A media relations guide: What it is and how it works

Defining media relations is simple. However, it’s harder than it sounds to maintain. At its core, media relations is developing and keeping relationships with the media. In the past, this meant just newspaper and television reporters. Today, it also includes podcasters, bloggers and even social media influencers

Maintaining a relationship with members of the media is a two-way street. Yes, it helps you get media coverage across multiple sources. However, it also helps them share news and information about your business within their networks. It’s like making friends with people who can tell others about what you’re doing. This credibility means more people will know about your business or organization.   

Have you ever asked yourself how you can get your story on the news? You may be wondering where to begin to get your company press coverage? Let’s dive in. 

Build relationships with the media  

As mentioned, establishing relationships with journalists and other media employees is the key to securing media coverage. Reach out to them and form a direct line of communication that both sides can rely on.  

Not only will they begin to recognize your name, but they also may reach out to you for comments on a news story related to your industry. It speeds up the process and increases the likelihood of your company gaining media coverage.   

Do you want to pitch your stories outside of a local level but don’t know where to begin? Take note of reporters who cover similar stories on a national basis. This is a great clue that they would interested in relatable topics, not to mention that they have some subject matter history.

These media relationships will also come in handy for crisis management. Nobody wants to face a crisis, but having direct media contacts makes it easier to share the information you need efficiently and effectively.  

How do I get media coverage?

Media relations is an important part of any business marketing strategy. Whether you’re a seasoned pro or new to the media relations game, having relationships with the media is incredibly beneficial – and key to landing your story in the news. 

To get this sought-after media coverage, you’ll have to first understand your brand and craft a compelling story. If you can’t communicate all of the awesome things about your brand, then the media won’t bite.  

Next, a well-crafted press release or pitch is key to getting media attention. Lastly, be sure to offer expertise and position yourself as a thought leader. However, none of this can be done without connecting with journalists.

Developing a media pitch or press release   

To create a successful media pitch, consider the audience you are trying to reach. As a brand, you probably have a good grasp of your target audience. However, media platforms vary in format and their audiences may differ from your own.  

For example, you don’t want to pitch a story about a clothing brand to a reporter who specializes in sports. The target audience isn’t relevant, and it’s likely they won’t pick up your pitch. When pitching your content, consider all the possible demographics with these questions:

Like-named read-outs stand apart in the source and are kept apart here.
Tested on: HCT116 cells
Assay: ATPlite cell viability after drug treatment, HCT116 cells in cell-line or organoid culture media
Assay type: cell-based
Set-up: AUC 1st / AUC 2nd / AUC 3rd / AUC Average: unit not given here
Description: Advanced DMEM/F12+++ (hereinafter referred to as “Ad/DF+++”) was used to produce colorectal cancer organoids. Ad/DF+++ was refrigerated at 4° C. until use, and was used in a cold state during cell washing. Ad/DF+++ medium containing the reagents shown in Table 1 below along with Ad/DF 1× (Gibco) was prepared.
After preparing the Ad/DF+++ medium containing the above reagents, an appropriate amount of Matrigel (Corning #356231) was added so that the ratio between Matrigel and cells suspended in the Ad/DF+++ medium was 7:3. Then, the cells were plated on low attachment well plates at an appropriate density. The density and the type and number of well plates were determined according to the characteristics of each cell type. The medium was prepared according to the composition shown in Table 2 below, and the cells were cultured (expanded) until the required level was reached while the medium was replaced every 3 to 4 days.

• What demographics do you want to reach?
  • Is your story best suited for a local or a national media outlet?
  • What media platforms do your competitors use?  

Research different media outlets to find the one that best fits your audience and message. Watch trending stories on their website and see what the reporters are posting on Twitter (or Threads).   

Understand the media landscape to sell a newsworthy story  

Media outlets cover content they deem newsworthy. You’d be surprised to see the amount of information shared with them daily. This requires they prioritize what they believe their audience should know. But how do they determine what’s newsworthy?   

Here are five things that can help determine if your story is newsworthy:

  • Is it timely? Is it something happening today or tomorrow? Is it new and now?   
  • Who does it impact? Is it relevant to a large number of people in your community or target audience? If the impact is only to your company or your stakeholders, it’s probably not newsworthy.   
  • Is there conflict or controversy? Does it highlight a problem you are solving?   
  • Is it a human interest story? Can you show a real person who was impacted by this? Are you celebrating someone?   
  • Is it relevant? People interact with information that is relevant to them. So, your story needs to answer people’s questions or give them information to help them make decisions.  

It’s important to remember not to sacrifice the quality or accuracy of your pitch for these factors. And remember: Just because it is important to your company doesn’t mean it is important to a news audience.  

Media relations 101  

Media relations doesn’t just happen, and these relationships aren’t formed overnight. They take a lot of time and effort to develop.  

A positive presence in the media increases brand awareness and brings in potential customers. It’s a great tool to increase your brand’s reputation. Getting media coverage gives you essential, third-party credibility. You aren’t bragging on yourself. Instead, someone is doing it for you. Yet, curating these relationships takes both time and trust. 

At Resolute, our team has developed both local and national media relations. With 37 combined years of media relations experience, we consistently grow and evolve our strategies.  

If all else fails and you find yourself overwhelmed, reach out to a local PR firm. PR professionals have the resources you need to cultivate media relations and the expertise to develop a strategy that reflects your brand goals.